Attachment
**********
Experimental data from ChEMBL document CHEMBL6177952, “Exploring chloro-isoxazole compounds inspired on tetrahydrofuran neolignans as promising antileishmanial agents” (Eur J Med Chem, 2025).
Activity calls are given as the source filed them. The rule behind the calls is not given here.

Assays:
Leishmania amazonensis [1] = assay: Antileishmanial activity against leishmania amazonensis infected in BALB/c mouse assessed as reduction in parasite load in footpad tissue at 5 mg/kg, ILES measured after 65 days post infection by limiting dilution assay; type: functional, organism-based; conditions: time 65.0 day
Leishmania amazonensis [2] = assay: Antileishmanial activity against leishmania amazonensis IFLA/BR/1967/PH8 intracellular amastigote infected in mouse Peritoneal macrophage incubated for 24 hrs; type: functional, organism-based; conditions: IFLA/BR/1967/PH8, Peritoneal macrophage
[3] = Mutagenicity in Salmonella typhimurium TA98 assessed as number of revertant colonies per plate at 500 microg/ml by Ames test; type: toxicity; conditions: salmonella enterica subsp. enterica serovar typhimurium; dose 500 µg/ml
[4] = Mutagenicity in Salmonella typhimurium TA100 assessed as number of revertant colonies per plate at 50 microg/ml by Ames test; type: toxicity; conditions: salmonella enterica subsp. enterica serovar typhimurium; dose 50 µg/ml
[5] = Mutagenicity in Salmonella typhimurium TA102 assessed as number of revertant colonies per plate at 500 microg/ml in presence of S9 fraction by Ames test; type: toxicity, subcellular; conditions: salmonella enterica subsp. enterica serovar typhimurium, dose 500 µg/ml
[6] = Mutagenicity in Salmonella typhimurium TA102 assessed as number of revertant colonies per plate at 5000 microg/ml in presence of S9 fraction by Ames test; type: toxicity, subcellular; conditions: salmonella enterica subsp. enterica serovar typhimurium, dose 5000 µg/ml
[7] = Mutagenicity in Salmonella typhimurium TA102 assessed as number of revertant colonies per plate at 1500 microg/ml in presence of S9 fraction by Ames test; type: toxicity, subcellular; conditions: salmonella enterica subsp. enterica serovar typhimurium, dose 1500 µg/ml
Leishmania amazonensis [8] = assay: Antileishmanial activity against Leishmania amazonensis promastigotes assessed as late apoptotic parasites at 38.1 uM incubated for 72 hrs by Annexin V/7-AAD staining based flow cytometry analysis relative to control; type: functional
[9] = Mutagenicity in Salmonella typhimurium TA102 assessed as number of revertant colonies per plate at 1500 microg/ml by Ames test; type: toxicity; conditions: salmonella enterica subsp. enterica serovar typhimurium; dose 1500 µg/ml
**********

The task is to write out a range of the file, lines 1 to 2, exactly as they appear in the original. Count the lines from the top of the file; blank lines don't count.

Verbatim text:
Experimental data from ChEMBL document CHEMBL6177952, “Exploring chloro-isoxazole compounds inspired on tetrahydrofuran neolignans as promising antileishmanial agents” (Eur J Med Chem, 2025).
Activity calls are given as the source filed them. The rule behind the calls is not given here.